Are Prebiotics good for our health?
Why the interest in Prebiotics?
We used to think of bacteria as bad for us. However, it seems that some bacteria are 'friendly' and good for our health and that, in general, the greater the diversity of bacteria in our gut the better. Prebiotics can help encourage the growth of 'friendly' bacteria - hence the interest in them.
What is the difference between Prebiotics and Probiotics?
Probiotics are ‘friendly’ live bacteria in foods like some yoghurts, dairy products and sauerkraut (fermented cabbage). They appear to be effective in helping manage some gastrointestinal conditions, such as Irritable Bowel Syndrome (IBS).
However their power tends to be limited when compared with prebiotics. This is because:
- Different probiotics have different strains and concentrations of bacteria that have different properties. Only a minority of them have been tested properly in clinical trials to find if they were indeed effective. Also, some probiotic strains are destroyed by stomach acid.
- They are unsuitable for people who are allergic to dairy products or who have severe immune deficiency.
In contrast, Prebiotics aren't live bacteria. They are dietary fibres found in a number of plants – like bananas, garlic, onions, artichoke, chicory root, beans, peas, whole grains and apple skins.
What they can do is to nourish/fertilise the growth of ‘good’ bacteria in our lower gut and the large bowel. Unlike probiotics they aren’t vulnerable to stomach acid, so they can make it through to where they are needed.
Prebiotics can probably help protect us against a number of clinical conditions (although more research is needed here) as well as potentially helping control our body weight.
They are a relatively new discovery. They were first defined in the mid 1950s - as “non-digestible foods that benefit the host by supporting the growth and/or activity of one or a limited number of bacteria in the colon, thus improving host health”. Although all prebiotics are fibre, not all fibre is prebiotic. Prebiotics:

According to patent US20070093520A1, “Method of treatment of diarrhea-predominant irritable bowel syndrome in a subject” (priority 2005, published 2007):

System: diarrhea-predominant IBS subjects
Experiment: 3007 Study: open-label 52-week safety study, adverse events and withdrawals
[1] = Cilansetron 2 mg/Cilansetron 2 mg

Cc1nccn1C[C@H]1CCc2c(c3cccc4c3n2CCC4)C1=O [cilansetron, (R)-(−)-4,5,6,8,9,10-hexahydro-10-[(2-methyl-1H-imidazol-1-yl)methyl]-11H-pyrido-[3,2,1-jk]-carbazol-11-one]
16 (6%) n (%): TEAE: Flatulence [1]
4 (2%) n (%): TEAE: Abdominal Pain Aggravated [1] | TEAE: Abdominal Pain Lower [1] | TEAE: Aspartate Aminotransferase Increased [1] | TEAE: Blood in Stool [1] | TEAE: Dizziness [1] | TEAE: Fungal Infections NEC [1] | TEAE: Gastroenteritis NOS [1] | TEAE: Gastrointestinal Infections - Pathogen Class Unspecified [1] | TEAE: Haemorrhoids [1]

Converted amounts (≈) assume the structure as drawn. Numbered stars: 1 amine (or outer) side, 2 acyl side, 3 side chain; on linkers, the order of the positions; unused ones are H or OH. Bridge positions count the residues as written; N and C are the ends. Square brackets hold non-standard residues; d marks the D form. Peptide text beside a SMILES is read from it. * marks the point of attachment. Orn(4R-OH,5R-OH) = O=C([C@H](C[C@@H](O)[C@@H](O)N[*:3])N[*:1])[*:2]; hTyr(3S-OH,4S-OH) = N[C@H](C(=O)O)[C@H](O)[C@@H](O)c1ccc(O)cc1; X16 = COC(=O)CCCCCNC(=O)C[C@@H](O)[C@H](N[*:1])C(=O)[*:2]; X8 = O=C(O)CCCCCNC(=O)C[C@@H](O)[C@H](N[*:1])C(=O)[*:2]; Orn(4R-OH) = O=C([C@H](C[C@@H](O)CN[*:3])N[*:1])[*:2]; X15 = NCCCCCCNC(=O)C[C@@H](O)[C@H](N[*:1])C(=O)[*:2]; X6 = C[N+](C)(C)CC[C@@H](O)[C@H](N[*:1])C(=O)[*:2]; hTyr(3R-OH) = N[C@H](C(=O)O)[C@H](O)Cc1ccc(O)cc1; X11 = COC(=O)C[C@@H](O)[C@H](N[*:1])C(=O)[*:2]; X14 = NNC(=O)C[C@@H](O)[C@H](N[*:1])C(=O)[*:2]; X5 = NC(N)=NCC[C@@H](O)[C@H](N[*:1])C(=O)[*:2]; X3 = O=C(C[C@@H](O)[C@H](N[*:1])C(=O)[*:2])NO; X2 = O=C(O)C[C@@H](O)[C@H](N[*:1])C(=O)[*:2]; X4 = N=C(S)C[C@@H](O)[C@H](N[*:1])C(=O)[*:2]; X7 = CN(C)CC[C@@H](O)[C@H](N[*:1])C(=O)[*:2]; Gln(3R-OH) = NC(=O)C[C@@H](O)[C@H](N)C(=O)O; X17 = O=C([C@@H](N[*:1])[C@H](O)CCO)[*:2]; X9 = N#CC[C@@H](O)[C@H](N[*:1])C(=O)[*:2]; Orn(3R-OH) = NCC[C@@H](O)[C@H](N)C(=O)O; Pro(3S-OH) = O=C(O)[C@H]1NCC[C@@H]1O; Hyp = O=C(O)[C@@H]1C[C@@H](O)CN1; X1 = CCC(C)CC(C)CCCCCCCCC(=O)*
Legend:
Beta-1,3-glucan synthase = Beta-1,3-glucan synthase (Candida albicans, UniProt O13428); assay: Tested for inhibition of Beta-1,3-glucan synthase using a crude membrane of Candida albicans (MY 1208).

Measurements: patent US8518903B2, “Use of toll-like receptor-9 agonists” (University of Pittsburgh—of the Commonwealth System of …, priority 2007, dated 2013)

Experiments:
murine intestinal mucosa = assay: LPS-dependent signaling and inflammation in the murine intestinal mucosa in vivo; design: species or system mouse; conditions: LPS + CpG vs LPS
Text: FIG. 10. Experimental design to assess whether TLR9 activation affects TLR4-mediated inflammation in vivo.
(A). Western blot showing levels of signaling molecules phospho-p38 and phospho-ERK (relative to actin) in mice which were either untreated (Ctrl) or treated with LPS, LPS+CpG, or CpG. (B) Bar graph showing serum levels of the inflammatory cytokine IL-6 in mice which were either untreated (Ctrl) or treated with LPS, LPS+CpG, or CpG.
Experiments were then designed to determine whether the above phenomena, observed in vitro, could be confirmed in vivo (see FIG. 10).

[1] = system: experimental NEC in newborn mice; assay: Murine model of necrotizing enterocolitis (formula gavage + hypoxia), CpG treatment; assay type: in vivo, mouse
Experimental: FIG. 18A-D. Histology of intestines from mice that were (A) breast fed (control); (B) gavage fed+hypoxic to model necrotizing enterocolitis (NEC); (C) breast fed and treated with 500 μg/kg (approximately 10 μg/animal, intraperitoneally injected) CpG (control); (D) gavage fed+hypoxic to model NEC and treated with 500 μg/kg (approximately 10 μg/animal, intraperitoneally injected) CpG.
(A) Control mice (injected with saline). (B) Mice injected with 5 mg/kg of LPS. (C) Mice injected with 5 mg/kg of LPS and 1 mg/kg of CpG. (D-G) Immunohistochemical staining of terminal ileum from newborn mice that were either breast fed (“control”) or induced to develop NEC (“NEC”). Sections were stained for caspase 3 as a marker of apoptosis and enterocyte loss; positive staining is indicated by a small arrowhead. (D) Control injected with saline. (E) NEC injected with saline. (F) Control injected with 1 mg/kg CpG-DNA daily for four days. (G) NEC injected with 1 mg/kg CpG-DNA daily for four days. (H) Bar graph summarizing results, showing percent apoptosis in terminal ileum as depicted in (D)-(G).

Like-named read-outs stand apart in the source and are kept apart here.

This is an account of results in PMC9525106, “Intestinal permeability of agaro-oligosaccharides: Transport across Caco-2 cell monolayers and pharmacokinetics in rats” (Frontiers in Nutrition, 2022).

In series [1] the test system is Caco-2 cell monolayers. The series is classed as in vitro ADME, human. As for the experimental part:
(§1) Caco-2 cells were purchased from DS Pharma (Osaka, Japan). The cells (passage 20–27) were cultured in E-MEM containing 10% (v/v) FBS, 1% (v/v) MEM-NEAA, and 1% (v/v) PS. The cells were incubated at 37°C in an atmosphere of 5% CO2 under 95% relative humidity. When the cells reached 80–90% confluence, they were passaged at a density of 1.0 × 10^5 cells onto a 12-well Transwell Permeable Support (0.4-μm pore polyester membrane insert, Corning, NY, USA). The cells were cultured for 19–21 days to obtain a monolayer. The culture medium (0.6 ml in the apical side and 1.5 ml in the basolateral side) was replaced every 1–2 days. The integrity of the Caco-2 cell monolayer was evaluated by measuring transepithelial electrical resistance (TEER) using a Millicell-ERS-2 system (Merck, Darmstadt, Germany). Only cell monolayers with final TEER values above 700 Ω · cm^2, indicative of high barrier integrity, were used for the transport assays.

- Resist the acid environment of stomach and absorption in the upper gastro-intestinal (GI) tracts
- Are fermented by the intestinal microflora (bacteria);
- Can stimulate the growth and/or activity of certain intestinal microbiota (bacteria) which in turn result in good health and wellbeing.
The health benefits of prebiotic intake may include:
- Reducing the risk of bacteria-associated diarrhoea and how long symptoms last if you do get it
- Lowering some risk factors for cardiovascular disease (CVD)
- Strengthening the body's immune system
Could Prebiotics help prevent Obesity?
Research in humans is still in its early days but where people consume prebiotics (and other types of fibre) this appears to increase the diversity of bacteria in our gut.
People who are obese tend to have less diversity of bacteria in their gut and less ‘friendly’ bacteria. For instance a 2006 article in Nature noted that two groups of ‘friendly’ bacteria are dominant in the human gut, the Bacteroidetes and the Firmicutes. However the relative proportion of Bacteroidetes is lower in obese people, whereas this proportion increases with weight loss on two types of low-calorie diet. This has led to the suggestion that more diversity and more ‘friendly’ bacteria can help prevent obesity – hence a potential role for prebiotics. As various types of fruit, vegetable and pulses have prebiotic qualities this suggests that ‘Five a Day’ could be good for controlling our weight as well as supporting our health.